Different to the other limiters this one uses tokens instead of permits. Similar to the FixedWindowRateLimiter is that once a token is used it is not given back. The way it replenishes new tokens is by setting a replenishment period. Every time that period expires a predetermined amount of tokens is added back, never exceeding the maximum amount of tokens that is specified.

How to use

There are two packages we need to use rate limiting. The first one is System.Threading.RateLimiting. This package holds most of the rate limiting knowledge and the four algorithms described above. The second package is Microsoft.AspNetCore.RateLimiting which has everything we need to add rate limiting to the middleware.

Each rate limiter has an AcquireAsync and AttemtAcquire method which can be used for asynchronous or synchronous retrieval of a permit. When there are no permits available, but there is still room in the queue these methods also keep waiting till a permit becomes available. You get a RateLimitLease back which holds information if the system was successful in getting a permit. It is still your own responsibility to check this and take action if no permits were available. The lease implements IDisposable so it’s important to call Dispose() before you are done (or use using statement to take care of it for you), as some rate limiters need it to know a permit is given back and can be reused again.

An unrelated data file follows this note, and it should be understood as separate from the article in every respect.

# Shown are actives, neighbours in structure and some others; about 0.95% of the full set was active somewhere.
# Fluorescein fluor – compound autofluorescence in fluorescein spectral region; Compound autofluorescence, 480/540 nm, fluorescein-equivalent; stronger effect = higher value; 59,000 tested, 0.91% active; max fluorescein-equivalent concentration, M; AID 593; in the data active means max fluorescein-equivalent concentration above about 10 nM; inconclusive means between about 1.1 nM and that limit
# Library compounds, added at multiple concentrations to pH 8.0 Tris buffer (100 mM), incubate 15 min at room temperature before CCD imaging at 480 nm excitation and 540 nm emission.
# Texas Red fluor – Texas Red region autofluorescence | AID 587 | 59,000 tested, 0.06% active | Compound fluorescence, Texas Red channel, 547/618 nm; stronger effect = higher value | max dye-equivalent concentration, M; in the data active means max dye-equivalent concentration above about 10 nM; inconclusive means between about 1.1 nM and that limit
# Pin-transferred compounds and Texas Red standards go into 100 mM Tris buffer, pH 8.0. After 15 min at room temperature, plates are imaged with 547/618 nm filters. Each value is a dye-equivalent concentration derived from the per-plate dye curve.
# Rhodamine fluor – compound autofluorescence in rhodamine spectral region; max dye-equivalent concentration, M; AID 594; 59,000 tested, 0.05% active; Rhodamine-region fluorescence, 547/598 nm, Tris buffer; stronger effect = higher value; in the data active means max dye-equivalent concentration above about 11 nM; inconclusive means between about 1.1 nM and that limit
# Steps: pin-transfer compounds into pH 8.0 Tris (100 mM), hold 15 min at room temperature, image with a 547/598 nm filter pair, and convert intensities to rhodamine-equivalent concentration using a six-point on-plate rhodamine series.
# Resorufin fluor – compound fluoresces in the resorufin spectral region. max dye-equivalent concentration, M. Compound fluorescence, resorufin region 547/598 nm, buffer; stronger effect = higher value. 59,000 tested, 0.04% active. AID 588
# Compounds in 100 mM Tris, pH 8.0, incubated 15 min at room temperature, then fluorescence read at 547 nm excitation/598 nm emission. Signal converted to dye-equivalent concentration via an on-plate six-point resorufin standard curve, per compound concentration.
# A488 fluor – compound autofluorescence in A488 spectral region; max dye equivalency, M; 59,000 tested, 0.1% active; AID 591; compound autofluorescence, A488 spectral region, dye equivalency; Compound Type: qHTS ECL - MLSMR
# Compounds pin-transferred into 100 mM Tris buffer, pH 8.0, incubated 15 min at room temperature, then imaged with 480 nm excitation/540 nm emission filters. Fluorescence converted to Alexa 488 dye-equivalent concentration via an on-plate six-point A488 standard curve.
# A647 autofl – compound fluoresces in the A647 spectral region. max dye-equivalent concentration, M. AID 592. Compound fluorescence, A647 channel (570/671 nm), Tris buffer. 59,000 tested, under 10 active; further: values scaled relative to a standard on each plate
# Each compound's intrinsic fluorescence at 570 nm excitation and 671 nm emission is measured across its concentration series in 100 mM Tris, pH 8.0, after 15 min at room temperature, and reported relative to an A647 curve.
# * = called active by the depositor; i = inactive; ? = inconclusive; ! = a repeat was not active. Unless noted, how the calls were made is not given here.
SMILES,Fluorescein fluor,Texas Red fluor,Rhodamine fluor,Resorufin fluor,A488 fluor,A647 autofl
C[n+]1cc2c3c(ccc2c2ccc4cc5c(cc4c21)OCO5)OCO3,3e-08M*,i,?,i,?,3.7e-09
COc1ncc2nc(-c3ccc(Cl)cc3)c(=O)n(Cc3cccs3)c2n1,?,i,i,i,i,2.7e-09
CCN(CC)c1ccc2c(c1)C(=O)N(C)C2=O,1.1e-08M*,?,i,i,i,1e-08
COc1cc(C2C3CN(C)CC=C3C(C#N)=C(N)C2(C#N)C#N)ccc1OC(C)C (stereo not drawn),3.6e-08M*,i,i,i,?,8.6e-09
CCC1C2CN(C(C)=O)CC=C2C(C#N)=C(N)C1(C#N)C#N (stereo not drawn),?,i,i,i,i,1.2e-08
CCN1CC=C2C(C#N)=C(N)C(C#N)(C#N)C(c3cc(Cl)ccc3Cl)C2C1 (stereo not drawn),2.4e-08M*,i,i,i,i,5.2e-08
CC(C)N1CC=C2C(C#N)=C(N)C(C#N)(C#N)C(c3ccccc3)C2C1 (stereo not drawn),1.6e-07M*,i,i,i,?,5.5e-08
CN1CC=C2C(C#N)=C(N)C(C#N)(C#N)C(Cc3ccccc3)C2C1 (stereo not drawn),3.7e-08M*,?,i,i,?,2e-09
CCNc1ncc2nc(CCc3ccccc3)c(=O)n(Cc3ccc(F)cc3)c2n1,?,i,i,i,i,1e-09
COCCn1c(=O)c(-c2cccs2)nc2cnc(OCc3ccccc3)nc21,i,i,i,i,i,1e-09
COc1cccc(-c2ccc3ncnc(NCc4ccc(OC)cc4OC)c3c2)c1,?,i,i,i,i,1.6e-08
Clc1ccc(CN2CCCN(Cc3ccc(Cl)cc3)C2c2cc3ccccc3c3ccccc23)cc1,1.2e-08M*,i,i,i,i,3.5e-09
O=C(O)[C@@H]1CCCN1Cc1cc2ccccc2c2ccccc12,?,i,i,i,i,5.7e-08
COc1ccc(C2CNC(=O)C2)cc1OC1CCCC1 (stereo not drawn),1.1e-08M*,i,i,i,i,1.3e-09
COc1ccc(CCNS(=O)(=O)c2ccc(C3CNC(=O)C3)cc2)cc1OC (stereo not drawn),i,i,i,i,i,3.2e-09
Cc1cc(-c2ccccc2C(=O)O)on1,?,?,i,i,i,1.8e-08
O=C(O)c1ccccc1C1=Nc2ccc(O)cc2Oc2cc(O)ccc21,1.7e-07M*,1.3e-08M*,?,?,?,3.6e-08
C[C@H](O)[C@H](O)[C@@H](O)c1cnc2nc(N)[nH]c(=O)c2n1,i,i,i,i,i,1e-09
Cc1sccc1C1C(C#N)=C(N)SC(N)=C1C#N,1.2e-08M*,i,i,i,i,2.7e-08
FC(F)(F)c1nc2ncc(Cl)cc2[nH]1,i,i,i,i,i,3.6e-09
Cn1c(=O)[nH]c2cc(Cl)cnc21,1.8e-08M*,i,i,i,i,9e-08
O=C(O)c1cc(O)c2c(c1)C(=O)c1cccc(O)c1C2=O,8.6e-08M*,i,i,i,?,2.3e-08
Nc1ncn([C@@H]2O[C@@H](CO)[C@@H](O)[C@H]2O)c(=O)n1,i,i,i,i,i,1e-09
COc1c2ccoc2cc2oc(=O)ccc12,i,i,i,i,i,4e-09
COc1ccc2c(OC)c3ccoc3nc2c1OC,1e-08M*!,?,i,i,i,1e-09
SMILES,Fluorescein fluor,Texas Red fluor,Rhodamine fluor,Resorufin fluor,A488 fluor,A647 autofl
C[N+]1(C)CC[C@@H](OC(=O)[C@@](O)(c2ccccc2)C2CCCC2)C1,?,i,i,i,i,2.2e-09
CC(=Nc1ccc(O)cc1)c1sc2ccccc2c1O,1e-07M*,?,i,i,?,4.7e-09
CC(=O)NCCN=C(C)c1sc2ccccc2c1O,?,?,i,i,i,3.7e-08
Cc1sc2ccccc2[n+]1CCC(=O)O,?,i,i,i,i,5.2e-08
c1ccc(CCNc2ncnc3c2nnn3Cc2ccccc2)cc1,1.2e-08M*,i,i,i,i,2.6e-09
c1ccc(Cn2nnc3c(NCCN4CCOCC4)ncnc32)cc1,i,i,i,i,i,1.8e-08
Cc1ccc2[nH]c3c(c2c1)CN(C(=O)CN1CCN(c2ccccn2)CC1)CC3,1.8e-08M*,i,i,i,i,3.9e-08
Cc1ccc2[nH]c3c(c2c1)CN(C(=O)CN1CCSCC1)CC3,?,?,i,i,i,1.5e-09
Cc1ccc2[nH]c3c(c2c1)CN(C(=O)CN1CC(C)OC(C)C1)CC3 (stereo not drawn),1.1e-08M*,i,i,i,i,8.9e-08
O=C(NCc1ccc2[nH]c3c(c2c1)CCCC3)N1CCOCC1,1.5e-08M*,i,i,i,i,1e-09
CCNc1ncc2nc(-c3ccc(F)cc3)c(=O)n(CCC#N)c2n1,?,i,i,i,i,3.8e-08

Below you can find some sample code of how this would look:

private static readonly ConcurrencyLimiter _limiter = new(new ConcurrencyLimiterOptions()
        PermitLimit = 2,
        QueueProcessingOrder = QueueProcessingOrder.OldestFirst,
        QueueLimit = 0

public async Task Get()
        using var lease = await _limiter.AcquireAsync(HttpContext);

        if (!lease.IsAcquired)
            throw new Exception("No permits available");

        // Continue with your code


Having to type AcquireAsync and check the response for every method is a bit cumbersome, so lucky for us it’s possible to add rate limiters through middleware.

In Program.cs you can call app.UseRateLimiter() which takes a RateLimiterOptions as parameter. There are three thing you can set here:

  • RejectionStatusCode: The HTTP status code that is used when a request is rejected by the rate limiter. By default this is 503.